Hence, whatever increases the savings rate (in your toy model, higher inequality), potentially increases future GDP. This was an argument brought forward in Barro (2000). Version with linear savings rate are in Bertola et al (2006)

Of course, this is the neoclassical answer. There are many reasons why high inequality decreases growth/GDP which work through political economy models or similar. I'll list some of them despite you not asking explicitly for them, perhaps it's of use for future visitors:

  • Fiscal Policies: Equality leads to less necessary government redistribution and hence more incentives for investments (Meltzer and Richard, 1981; Corcoran and Evans, 2010; Persson and Tabellini, 1994)
  • Crime: Inequality reduces opportunity costs for illegal activities that harm GDP (Alesina and Perotti, 1993; Barro 2000)
  • Imperfect Credit Markets: Fixed investment costs or similar may lead to higher growth in unequal societies (Barro 2000)
  • Saving Incentives: With "not much to lose", poor people face moral hazard in unequal societies, a mechanism that decreases growth with inequality (Banerjee and Newman, 1991)
  • Fertility-Education: Equality in human capital leads to smaller fertility rates, and hence lower GDP. The Argument is too long to be summed up here; see Perotti (1996) and Croix and Doepke (2003))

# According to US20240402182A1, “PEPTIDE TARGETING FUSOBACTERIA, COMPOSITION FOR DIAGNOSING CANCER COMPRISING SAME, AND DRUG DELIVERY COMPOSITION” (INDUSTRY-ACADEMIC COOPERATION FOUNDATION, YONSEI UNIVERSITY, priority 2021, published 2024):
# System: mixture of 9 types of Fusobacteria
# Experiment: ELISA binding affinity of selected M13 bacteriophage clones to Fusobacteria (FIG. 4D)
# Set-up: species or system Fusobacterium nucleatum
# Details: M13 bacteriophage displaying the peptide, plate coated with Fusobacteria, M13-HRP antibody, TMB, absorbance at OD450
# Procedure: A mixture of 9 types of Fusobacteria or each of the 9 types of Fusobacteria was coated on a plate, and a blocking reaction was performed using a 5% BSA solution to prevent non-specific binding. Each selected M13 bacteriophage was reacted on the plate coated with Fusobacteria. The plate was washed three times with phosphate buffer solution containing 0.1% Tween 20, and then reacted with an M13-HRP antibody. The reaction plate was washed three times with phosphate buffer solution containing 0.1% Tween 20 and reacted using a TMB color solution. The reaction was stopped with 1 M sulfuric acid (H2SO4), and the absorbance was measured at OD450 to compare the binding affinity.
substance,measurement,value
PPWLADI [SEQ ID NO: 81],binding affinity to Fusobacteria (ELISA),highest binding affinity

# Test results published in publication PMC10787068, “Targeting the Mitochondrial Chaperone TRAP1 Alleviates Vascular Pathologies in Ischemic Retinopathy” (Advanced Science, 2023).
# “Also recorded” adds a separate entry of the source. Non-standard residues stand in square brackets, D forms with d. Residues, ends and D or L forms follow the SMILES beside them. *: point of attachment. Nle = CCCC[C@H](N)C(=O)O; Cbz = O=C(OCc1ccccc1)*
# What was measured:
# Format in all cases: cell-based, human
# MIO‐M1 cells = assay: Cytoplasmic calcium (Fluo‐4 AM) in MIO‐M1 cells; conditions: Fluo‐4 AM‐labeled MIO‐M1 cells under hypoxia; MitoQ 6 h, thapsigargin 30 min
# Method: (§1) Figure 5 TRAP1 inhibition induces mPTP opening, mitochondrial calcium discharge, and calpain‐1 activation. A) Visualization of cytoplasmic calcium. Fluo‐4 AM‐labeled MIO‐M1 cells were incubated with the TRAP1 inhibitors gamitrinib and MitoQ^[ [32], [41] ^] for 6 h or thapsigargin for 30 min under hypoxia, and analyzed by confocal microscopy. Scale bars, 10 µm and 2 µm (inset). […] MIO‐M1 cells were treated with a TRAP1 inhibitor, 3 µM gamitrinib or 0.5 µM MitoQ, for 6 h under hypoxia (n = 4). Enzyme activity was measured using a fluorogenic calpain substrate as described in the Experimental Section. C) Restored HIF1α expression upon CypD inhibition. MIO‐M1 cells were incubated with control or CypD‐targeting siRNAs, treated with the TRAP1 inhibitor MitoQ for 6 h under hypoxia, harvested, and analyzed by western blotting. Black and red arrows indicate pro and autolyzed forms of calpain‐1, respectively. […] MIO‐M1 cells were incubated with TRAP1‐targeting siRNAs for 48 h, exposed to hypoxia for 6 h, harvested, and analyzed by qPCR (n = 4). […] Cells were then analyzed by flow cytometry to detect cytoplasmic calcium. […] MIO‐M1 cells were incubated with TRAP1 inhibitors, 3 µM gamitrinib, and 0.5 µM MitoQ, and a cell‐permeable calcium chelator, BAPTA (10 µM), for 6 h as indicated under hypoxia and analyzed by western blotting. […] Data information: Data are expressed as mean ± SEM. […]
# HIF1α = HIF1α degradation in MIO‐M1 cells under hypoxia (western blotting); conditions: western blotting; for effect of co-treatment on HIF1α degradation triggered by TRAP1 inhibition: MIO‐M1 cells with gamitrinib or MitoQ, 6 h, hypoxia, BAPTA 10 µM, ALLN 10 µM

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I don't have the level for one-character edits, so saying - "not much to loose" - you mean lose. Loose rhymes with moose. Lose rhymes with booze. I will remove comment after edit. –  JoeTaxpayer Dec 6 at 23:38

While this is too broad a field and any study done on this would involve an extent of speculation. However the work by Berg and Ostry in this work have concluded the following

Do societies inevitably face an invidious choice between efficient production and equitable wealth and income distribution? Are social justice and social product at war with one another?

In a word, no.

They also went on to justify that

In fact equality appears to be an important ingredient in promoting and sustaining growth. The difference between countries that can sustain rapid growth for many years or even decades and the many others that see growth spurts fade quickly may be the level of inequality

Reading that article may throw in additional clarity

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The question itself has merit, but isolating the variables seems tough to me.

The beginning of such a study would start with the Gini coefficient which is a numerical method of determining income distribution with a single number. You'd then seek to correlate Gini with a country's per capita GDP.

As a thought experiment, we'd agree that having a select elite 100,000 people and the rest in poverty would be economically awful for any country.

The flip side, every family right at the average, would have its own potential economic issues. That average wouldn't be enough for a number of luxury items that the top 10% can afford today. The economy would have to provide more of the goods and services the gap from median to average can't afford and less of the aforementioned luxury items. Those goods' demand wouldn't drop to zero, of course. If the $75K earner really desires the Ferrari, he can save up for one, but the market supply/demand would surely shift for such goods.

It would seem to me that the level of spending would be higher and could actually result in higher GDP growth, as those earning the average income tend to spend, not save, their marginal dollars.